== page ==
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Felony APP

By SAO Dash · August 30, 2022

The Lake County State’s Attorney’s Office provides a Felony Alternative Prosecution Program (APP) to divert some defendants from the traditional course of prosecution if they accept responsibility and agree to improve themselves. Using alternatives to incarceration is a rehabilitation strategy for the long-term reduction of crime. Between 2014 and 2021, 93% of participants have successfully completed the program.

As with many other aspects of the criminal justice system, the data shows that the State’s Attorney’s Felony Alternative Prosecution Program has disproportionately catered to White defendants in the past, even though White people represent a minority of those arrested in Lake County.

A new data-driven administration took over the State’s Attorney’s Office in December 2020 with many goals including increasing the access and diversity of the alternative prosecution program. With the addition of new staff and increased outreach to defense attorneys and public defenders, data from this reinvigorated program shows a new trend for participants in 2021-2022.

From January 2021 through May 2022, 61% of the new participants in Felony APP where Non-White while 39% were White. Additionally, 2022 is on pace to have the most (new) participants in any year since the program’s inception.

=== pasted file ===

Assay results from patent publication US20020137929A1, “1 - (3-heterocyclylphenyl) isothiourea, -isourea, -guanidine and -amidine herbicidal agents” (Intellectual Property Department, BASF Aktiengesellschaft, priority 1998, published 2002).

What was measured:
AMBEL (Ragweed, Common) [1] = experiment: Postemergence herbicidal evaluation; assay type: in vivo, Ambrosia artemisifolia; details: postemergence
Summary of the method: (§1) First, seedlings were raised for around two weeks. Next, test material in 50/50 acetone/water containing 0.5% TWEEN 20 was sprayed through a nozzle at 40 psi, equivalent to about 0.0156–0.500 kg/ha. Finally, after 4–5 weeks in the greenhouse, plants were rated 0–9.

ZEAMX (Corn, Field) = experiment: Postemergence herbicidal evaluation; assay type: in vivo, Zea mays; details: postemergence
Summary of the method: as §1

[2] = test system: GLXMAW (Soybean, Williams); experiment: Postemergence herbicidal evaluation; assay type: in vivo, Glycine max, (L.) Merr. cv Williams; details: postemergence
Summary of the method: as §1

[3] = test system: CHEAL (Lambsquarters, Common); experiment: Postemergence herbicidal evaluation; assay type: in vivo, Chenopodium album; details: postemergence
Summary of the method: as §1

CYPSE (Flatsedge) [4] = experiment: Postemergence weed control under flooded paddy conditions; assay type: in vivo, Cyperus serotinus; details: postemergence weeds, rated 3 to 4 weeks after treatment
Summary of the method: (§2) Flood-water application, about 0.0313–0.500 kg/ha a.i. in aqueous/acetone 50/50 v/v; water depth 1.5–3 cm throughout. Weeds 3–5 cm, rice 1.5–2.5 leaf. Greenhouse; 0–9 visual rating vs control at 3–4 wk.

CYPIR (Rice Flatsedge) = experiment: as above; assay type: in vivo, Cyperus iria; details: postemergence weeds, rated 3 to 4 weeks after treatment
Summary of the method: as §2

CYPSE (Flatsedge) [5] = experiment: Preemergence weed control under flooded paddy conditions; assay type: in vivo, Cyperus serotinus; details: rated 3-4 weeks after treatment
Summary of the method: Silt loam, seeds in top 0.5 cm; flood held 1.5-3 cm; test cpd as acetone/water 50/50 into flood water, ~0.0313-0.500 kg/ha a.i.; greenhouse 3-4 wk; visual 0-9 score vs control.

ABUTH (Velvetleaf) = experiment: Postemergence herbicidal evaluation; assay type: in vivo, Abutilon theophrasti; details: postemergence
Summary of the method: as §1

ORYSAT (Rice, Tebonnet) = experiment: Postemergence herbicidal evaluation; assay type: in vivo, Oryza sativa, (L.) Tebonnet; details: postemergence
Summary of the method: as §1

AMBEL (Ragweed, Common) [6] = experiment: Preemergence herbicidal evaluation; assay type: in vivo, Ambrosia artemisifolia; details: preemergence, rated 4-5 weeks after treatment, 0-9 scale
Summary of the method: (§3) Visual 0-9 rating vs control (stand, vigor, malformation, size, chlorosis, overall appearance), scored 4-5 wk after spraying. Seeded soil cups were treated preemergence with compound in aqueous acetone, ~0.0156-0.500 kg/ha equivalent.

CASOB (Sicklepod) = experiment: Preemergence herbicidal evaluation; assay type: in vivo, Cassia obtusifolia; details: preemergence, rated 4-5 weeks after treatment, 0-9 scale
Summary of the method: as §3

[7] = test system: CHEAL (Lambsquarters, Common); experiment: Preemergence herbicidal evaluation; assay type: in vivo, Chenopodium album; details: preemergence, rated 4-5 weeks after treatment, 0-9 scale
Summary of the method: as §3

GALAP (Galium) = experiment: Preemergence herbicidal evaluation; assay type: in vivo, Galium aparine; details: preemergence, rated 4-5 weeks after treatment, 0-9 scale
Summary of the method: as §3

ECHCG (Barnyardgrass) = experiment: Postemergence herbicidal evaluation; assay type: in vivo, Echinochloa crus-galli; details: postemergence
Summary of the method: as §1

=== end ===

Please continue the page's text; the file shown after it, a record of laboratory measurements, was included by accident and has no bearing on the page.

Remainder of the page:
Recent studies in Texas, Pennsylvania, and Illinois show that diversion programs dramatically decrease crime in the long run.

In Texas, research from 2020 found that defendants without a prior felony conviction who participated in the diversion program experienced an immediate and dramatic reduction in subsequent offending. The total number of future convictions fell by 75% over a 10-year follow-up period, compared to similarly situated defendants who did not receive diversion. The diversion participants also were employed at a 50% higher rate than the other group.

A 2022 study released by the University of Pennsylvania demonstrated that individuals who avoided misdemeanor sentences on their records for non-violent offenses had a 35% lower rate of recidivism than those who did not receive diversion. The UPenn study also found that there were dramatic savings on incarceration costs.

Finally, closer to home, Kane County, IL has employed a diversion program for domestic violence cases since 2010. Kane County saw a 25% decrease in intimate-partner violence between 2013 and 2019, while Lake County saw a 3% increase.

The studies show that diversion programs must be deployed carefully and intelligently. To that end, the Lake County State’s Attorney’s Office now has several attorneys formally reviewing felony diversion matters, which is a dramatic increase from the past.